Navy SEAL Dogs: My Tale of Training Canines for Combat by Mike RitlandBefore there was Max, there was Mike. A true story much like the touching movie, Navy SEAL Dogs explores the incomparable relationship between trainer and military dog.
From the author of Team Dog, Trident K9 Warriors gave readers an inside look at the Navy SEAL teams elite K9 warriors-who they are, how they are trained, and the extreme missions they undertake to save lives. From detecting explosives to eliminating the bad guys, these powerful dogs are also some of the smartest and highest skilled working animals on the planet. Mike Ritlands job is to train them.
This special edition re-telling presents the dramatic tale of how Ritland discovered his passion and grew up to become the trainer of the nations most elite military working dogs. Ritland was a smaller-than-average kid who was often picked-on at school-which led him to spend more time with dogs at a young age. After graduating BUD/S training-the toughest military training in the world-to become a SEAL, he was on combat deployment in Iraq when he saw a military working dog in action and instantly knew hed found his true calling.
Ritland started his own company to train and supply working and protection dogs for the U.S. Government, Department of Defense, and other clients. He also started the Warrior Dog Foundation to help retired Special Operations dogs live long and happy lives after their service.
Navy SEAL Dogs is the true story of how Mike Ritland grew from a skinny, bullied child, to a member of our nations most elite SEAL Teams, to the trainer of the worlds most highly skilled K9 warriors.
Navy SEAL & K9 Demo-BattleFrog Series
Why the dogs of the Navy SEALs are a force to be reckoned with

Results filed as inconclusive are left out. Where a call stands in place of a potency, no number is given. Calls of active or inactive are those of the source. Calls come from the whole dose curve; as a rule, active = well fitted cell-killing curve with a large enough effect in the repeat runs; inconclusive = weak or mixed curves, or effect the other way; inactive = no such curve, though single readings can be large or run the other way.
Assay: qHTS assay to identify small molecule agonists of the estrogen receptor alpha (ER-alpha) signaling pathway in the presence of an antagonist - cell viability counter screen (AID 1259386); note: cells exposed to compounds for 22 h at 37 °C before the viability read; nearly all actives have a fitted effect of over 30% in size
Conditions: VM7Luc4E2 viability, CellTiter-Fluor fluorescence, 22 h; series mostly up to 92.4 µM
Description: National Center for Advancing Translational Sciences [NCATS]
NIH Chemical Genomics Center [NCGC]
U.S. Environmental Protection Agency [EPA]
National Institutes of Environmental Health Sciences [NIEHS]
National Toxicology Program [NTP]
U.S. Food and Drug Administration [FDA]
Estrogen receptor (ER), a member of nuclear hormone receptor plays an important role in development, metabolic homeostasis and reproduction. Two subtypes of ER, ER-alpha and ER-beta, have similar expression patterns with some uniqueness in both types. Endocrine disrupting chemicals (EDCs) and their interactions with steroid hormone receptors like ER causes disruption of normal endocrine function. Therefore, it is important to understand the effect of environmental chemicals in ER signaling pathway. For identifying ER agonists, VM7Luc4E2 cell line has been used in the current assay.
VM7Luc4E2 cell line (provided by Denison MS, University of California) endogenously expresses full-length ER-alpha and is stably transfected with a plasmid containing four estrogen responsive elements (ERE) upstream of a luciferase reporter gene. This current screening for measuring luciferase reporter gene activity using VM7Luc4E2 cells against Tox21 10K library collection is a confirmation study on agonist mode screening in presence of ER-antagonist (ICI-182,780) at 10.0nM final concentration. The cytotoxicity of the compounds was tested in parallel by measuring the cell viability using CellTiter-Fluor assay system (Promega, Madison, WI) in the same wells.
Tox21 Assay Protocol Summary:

When U. Cairo, like most canine members of the elite U. The Malinois breed is similar to German shepherds but smaller and more compact, with an adult male weighing in the kilo range. German shepherds are still used as war dogs by the American military but the lighter, stubbier Malinois is considered better for the tandem parachute jumping and rappelling operations often undertaken by SEAL teams. Labrador retrievers are also favoured by various military organizations around the world. Like their human counterparts, the dog SEALs are highly trained, highly skilled, highly motivated special ops experts, able to perform extraordinary military missions by SEa, Air and Land thus the acronym. The dogs are twice as fast as a fit human, so anyone trying to escape is not likely to outrun Cairo or his buddies.
America recently lost a valiant combat veteran. Had they not been successful in finding bin Laden, Cairo would have been called upon to search for hidden walls and underground sanctuaries. Recorded history shows the use of dogs of war going back thousands of years. The ancient Greeks, Romans and Attila the Hun were among the many who used trained dogs in battle. During World War II, more than 10, dogs joined the war effort — many family pets were donated, and served as sentries, scouts, mine detectors or messengers.
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The NYT reports that the identities of all 80 members of the American commando team who thundered into Abbottabad, Pakistan, and killed Osama bin Laden are the subject of intense speculation, but perhaps none more so than the only member with four legs. Not knowing the first thing about the military, but piqued by the story of the mystery dog, I learned that throughout history, dogs, otherwise known as military working dogs MWDs , have been intricately involved in the military; dogs have been fighting alongside U. But their service was informal; only in were canines officially inducted into the U.
Since the time of Greece and the Roman Empire, the dog has been a valued and trusted member of the military. The Romans used a breed of Mastiff that is now extinct. Then, they covered their canines in armor with spiked collars and used them to wreak havoc on their enemies. But the use of military dogs goes far back from the wars in Afghanistan and Iraq. Stubby was smuggled on the troop ship to France but quickly proved his worth.
The name "Malinois" is derived from Malines , the French name for the breed's Flemish city of origin, Mechelen. The breed is used as a working dog for tasks including detection of odors such as explosives, accelerants for arson investigation , and narcotics; tracking humans for suspect apprehension in police work; and search and rescue missions. The U. The Malinois is a medium-to-large and square-proportioned dog in the sheepdog family. The Malinois has a short mahogany coat with black markings. It has black erect ears and a black muzzle.